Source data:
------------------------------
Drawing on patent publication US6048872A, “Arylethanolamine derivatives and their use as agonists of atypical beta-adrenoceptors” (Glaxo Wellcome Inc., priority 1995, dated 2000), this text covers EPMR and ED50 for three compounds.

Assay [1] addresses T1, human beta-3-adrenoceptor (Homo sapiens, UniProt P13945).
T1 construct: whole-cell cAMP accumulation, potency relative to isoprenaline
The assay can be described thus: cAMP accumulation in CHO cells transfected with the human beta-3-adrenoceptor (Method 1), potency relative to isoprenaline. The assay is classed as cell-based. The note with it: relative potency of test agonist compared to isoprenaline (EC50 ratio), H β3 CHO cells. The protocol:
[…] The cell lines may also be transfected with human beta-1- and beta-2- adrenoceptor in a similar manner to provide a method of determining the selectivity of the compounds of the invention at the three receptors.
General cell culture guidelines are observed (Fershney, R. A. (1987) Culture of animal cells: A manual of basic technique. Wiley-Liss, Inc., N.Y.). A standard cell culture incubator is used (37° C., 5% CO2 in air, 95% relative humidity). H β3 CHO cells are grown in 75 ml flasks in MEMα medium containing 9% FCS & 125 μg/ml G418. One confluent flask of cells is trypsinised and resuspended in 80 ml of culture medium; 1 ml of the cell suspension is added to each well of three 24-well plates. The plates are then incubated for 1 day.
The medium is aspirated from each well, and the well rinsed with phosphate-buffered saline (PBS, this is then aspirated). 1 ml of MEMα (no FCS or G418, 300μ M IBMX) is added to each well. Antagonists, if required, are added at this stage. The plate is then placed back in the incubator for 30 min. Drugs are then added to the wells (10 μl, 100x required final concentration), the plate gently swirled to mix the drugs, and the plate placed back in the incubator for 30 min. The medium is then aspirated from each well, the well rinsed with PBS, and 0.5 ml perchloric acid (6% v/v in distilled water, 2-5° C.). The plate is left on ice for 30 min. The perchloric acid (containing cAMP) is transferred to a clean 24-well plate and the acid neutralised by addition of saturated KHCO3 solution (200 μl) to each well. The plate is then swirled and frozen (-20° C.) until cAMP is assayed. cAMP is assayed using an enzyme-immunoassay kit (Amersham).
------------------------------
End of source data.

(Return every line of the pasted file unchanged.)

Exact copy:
Drawing on patent publication US6048872A, “Arylethanolamine derivatives and their use as agonists of atypical beta-adrenoceptors” (Glaxo Wellcome Inc., priority 1995, dated 2000), this text covers EPMR and ED50 for three compounds.

Assay [1] addresses T1, human beta-3-adrenoceptor (Homo sapiens, UniProt P13945).
T1 construct: whole-cell cAMP accumulation, potency relative to isoprenaline
The assay can be described thus: cAMP accumulation in CHO cells transfected with the human beta-3-adrenoceptor (Method 1), potency relative to isoprenaline. The assay is classed as cell-based. The note with it: relative potency of test agonist compared to isoprenaline (EC50 ratio), H β3 CHO cells. The protocol:
[…] The cell lines may also be transfected with human beta-1- and beta-2- adrenoceptor in a similar manner to provide a method of determining the selectivity of the compounds of the invention at the three receptors.
General cell culture guidelines are observed (Fershney, R. A. (1987) Culture of animal cells: A manual of basic technique. Wiley-Liss, Inc., N.Y.). A standard cell culture incubator is used (37° C., 5% CO2 in air, 95% relative humidity). H β3 CHO cells are grown in 75 ml flasks in MEMα medium containing 9% FCS & 125 μg/ml G418. One confluent flask of cells is trypsinised and resuspended in 80 ml of culture medium; 1 ml of the cell suspension is added to each well of three 24-well plates. The plates are then incubated for 1 day.
The medium is aspirated from each well, and the well rinsed with phosphate-buffered saline (PBS, this is then aspirated). 1 ml of MEMα (no FCS or G418, 300μ M IBMX) is added to each well. Antagonists, if required, are added at this stage. The plate is then placed back in the incubator for 30 min. Drugs are then added to the wells (10 μl, 100x required final concentration), the plate gently swirled to mix the drugs, and the plate placed back in the incubator for 30 min. The medium is then aspirated from each well, the well rinsed with PBS, and 0.5 ml perchloric acid (6% v/v in distilled water, 2-5° C.). The plate is left on ice for 30 min. The perchloric acid (containing cAMP) is transferred to a clean 24-well plate and the acid neutralised by addition of saturated KHCO3 solution (200 μl) to each well. The plate is then swirled and frozen (-20° C.) until cAMP is assayed. cAMP is assayed using an enzyme-immunoassay kit (Amersham).